A company which is selling defective or adulterated materials should be made to
replace those materials with goods of the quality advertised.  I see no reason
that software should be exempt from this basic principle of fair dealing in
business.

Vendors who require paid maintenance agreements to repair faults where their
software does not perform as specified are ripping off their customers.  I
believe that it is unjust enrichment.

Does it seem fair to you that the product you bought does not work as specified
and could not have been tested by the maker of the product or he would have
found out that it didn't so work?  Not only have you been burned by buying
something that is broken, but you've had to act as the manufacturer's unpaid
quality control department, and they want you to pay for the privilege of
getting a working item!  Recall the definition of chutzpah - the man who kills
his parents then begs mercy from the court because he is now an orphan.

Now while I've overstated this for effect, I would really like people to think
about software warrantees, before the courts do it for us.  Ethics ARE
important: a professional should strive to be "an ornament to his profession."
    - Brian


serious bug in SVR3.2 gives root access easily (RISKS-11.13)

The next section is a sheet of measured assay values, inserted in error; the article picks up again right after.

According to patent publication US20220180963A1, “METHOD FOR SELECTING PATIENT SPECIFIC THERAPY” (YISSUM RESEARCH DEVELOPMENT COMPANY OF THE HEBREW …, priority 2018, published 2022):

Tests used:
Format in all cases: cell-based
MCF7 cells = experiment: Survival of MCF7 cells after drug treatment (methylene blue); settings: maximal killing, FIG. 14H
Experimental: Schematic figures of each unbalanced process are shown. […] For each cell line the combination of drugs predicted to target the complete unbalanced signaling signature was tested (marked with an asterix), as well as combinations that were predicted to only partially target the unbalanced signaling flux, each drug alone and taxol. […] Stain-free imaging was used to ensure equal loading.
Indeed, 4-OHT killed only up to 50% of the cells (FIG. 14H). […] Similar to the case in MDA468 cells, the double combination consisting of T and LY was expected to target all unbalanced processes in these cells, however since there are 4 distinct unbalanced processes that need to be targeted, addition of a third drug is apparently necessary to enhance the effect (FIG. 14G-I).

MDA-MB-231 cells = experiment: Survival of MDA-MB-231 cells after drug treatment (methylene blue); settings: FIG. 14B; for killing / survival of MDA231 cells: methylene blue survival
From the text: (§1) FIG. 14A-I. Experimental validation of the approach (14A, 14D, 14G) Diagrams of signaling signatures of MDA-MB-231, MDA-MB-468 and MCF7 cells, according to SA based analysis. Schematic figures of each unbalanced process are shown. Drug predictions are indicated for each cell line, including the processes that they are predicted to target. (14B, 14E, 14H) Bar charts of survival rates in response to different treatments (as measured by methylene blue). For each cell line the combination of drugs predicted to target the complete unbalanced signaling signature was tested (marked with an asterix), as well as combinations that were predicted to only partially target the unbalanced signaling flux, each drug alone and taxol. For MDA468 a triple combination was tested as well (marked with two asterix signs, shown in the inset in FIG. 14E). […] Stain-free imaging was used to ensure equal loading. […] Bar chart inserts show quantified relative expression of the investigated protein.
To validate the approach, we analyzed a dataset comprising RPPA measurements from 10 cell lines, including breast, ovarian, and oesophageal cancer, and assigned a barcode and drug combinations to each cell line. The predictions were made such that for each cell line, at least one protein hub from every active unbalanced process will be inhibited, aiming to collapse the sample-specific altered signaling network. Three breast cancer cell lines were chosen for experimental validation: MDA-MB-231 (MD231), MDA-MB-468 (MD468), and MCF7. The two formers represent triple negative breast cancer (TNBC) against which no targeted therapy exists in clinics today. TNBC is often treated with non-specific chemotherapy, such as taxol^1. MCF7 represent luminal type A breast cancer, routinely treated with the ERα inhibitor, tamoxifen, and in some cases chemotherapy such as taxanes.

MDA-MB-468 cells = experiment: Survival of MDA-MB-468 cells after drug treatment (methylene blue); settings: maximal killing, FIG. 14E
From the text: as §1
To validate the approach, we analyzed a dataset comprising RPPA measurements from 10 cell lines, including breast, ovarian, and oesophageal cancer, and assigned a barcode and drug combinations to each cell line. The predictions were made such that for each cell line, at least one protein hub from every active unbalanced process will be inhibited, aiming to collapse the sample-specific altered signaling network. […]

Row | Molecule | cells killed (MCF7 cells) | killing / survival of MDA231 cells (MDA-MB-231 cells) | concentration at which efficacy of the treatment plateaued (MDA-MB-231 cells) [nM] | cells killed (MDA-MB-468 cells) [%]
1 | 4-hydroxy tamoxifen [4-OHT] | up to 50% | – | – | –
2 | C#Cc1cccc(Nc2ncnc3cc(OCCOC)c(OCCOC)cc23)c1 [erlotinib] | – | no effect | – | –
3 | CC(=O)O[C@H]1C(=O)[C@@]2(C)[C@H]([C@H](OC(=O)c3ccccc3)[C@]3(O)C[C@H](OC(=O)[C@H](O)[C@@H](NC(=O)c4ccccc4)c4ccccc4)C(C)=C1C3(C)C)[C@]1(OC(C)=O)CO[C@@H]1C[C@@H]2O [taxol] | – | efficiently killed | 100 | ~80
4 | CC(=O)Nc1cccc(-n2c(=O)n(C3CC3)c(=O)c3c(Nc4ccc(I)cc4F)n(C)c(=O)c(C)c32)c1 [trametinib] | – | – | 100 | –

David Lamb <dalamb@avi.umiacs.umd.edu>
20 Feb 91 14:07:18 GMT
A *bug* is a defect in the product.  Why *shouldn't* the vendor fix it for
free?  Enhancements, I'll agree, ought to be paid for.  Maybe this is diverging
from what RISKS ought to talk about, but...What are the risks to society of
fostering an attitude that the vendor has no responsibility for defects like
the security bug mentioned?

"Due to a design defect, your 1986 Model X car blows up if hit from behind in
an accident.  What, you didn't buy the $4000/year maintenance agreement?**
Sorry, no free recall for you.  Buy a 1991 Model X."

**25% of purchace price per year: a software "maintenance" price I've seen a
few times.
                                                  David Alex Lamb


Charging for bug fixes (was: serious bug in SVR3.2 ... RISKS-11.10)

Steve Eddins <eddins@uicbert.eecs.uic.edu>
Wed, 20 Feb 91 14:37:22 GMT
I'll be the first to admit that I don't understand the economics of the
software industry and the in's and out's of software maintenance.  I'm just a
customer.  However, as a customer, I expect that when I pay for any product it
will work as advertised.  If it doesn't work, and the vendor wants to charge me
more money to make it work, I will cease purchasing from that vendor.

Steve Eddins    University of Illinois at Chicago, EECS Dept., M/C 154,
1120 SEO Bldg, Box 4348, Chicago, IL 60680  (312) 996-5771


Re: RISKS DIGEST 11.13

Peter da Silva <peter@taronga.hackercorp.com>
Wed, 20 Feb 1991 13:34:26 GMT
Poster #1:
> [As an aside, I have a difficult time understanding why a person who does not
> pay for software maintenance expects to have bugs fixed. If you choose to
> not pay for the service, then don't expect the vendor to fix it for free.]

Why not? The bug is the vendor's responsibility. Imagine Ford selling cars
with doors that unlocked if you hit them in the right place. Do you think
they would get away with only providing fixes to people with maintainance
agreements?

Poster #2:
> Because these systems are so 'cheap' (you can build a nice workstation for
> significantly less than $1000),